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Mental health causing more than a quarter of NHS staff absences

Sickness absences due to mental health across all NHS staff groups in England have reached pandemic levels, latest data from NHS Digital shows. 

In 2023, anxiety, stress, depression and other psychiatric illnesses accounted for 25.8% of sickness absences across all professions, more than double the second most common reason for absence. 

Increasing yearly since 2015, absences peaked in 2020 when they reached an eight-year optimum of 26.6% before dropping slightly in 2022. 

Source: NHS Digital, Graph: Flourish

Across all staff groups, 5.27m full time equivalent days were lost due to mental health in 2023.

A mental health nurse, responsible for training a team of NHS staff, shared insight into the demanding and challenging working environments.

They said: “In over five years of working for the NHS I have never taken a day off for my mental health because I feel like I will be judged for it.

“I have struggled at many points in my job, but when speaking with other managers, it seems they are quite judgemental of staff who take days off for mental health.

“It doesn’t feel like there is an environment where we can and there is often a ‘get on with it’ attitude in the workplace.”

NHS Employers released statistics from 2023 which indicate that nine out of ten staff who experience mental health conditions face stigma and discrimination as a result of this.

60% of people disclosed stigma as more damaging than the actual symptoms of their mental health.

The mental health nurse added: “In our profession, we’re specifically trained to look after staff and patient wellbeing, but there is little understanding in management roles across other departments on how to manage staff well being.

“Many days you miss your break, don’t eat or drink properly and you’re dealing with psychiatric or medical emergencies while you’re tired, hungry and burnt out.

“It all builds up but if you take a day off you feel guilty because you know your colleagues are dealing with a bigger workload and nothing really changes when you return.”

Sickness absences across staff groups

A stark deviation between absence reasons can be identified across all occupations, but NHS midwives have stood out with higher absence rates due to mental health. 

Source: NHS Digital, Graph: Flourish

While a highly rewarding profession, mental health has accounted for 26.7% of absences among midwives in the last eight years. 

When comparing to other occupations, there are smaller disparities between absence reasons, whereas in midwives, the contrast is more evident.

In 2023 alone, mental health accounted for 30.8% of absences, almost four times the rate for cold cough flu and gastrointestinal problems.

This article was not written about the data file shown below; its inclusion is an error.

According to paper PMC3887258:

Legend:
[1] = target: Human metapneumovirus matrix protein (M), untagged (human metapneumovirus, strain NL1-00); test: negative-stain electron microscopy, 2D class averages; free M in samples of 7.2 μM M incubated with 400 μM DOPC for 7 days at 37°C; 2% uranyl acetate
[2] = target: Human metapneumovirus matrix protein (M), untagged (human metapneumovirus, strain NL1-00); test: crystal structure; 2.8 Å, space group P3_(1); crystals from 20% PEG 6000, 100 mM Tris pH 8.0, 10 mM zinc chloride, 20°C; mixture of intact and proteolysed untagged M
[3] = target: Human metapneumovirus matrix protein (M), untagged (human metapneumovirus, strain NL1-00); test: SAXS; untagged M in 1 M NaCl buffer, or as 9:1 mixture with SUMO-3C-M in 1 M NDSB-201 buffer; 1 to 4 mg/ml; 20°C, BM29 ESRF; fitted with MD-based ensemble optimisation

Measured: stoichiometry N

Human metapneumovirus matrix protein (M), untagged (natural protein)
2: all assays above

This rate has increased by almost half since 2015, rising yearly with a slight dip in 2022.

Agnes Embi, 26, practised at St Thomas’ Hospital as a registered nurse and is now training in midwifery at St George’s Hospital.

She said: “When I started, I remember the more qualified staff would cry in the toilets because they were feeling anxious, stressed and exhausted.

“Within six months of working, I started to feel pressure myself and my workload was increasing rapidly.

“Eventually when it piles up mentally, you start to feel physically sick too and inevitably need the time off.

“This means your colleagues are taking on bigger workloads because there is no cover, also getting burnt out and the cycle continues.”

Zooming in to reasons why

The aftermath of the ‘crisis’ period during COVID-19 and PTSD associated with working on the frontlines throughout the pandemic are increasingly being felt by staff, as reflected in the absence rates. 

Witnessing suffering, sickness and death is psychologically demanding on anyone but these issues have been further heightened by the cost of living and subsequent strike actions across the workforce. 

When analysing reasons why, a national deficiency of staff identified in nursing and midwifery could perhaps correlate to the higher number of sickness absences. 

Vacancies across the country have put a strain on staff to work more, covering for colleagues and training newcomers with pressures on post-pandemic recovery mounting on health services.

Rising costs and pay cuts are causing staff to take on extra shifts through NHS banks, and while it provides an extra income, it is increasing weekly working hours, causing further burnout.

Mental health support in the NHS

The NHS continues to implement strategies to improve working environments with support services such as hubs in place which offer counselling and therapy. 

‘Growing Occupational Health and Wellbeing Together’ is a long-term approach which aims to improve wellbeing services for staff throughout the country and align with the ‘People Promise’.

A spokesperson from the NHS said: “NHSE continues to equip line managers and teams with the tools to have routine conversations about health and wellbeing. 

“The NHS understands that prevention is key, which is why our focus remains on strengthening our Occupational Health services through this strategy.

Staff struggling with their mental health can access the NHS’ confidential support service 24/7 by texting FRONTLINE to 85258. 

Feature image Photo by Red Dot on Unsplash

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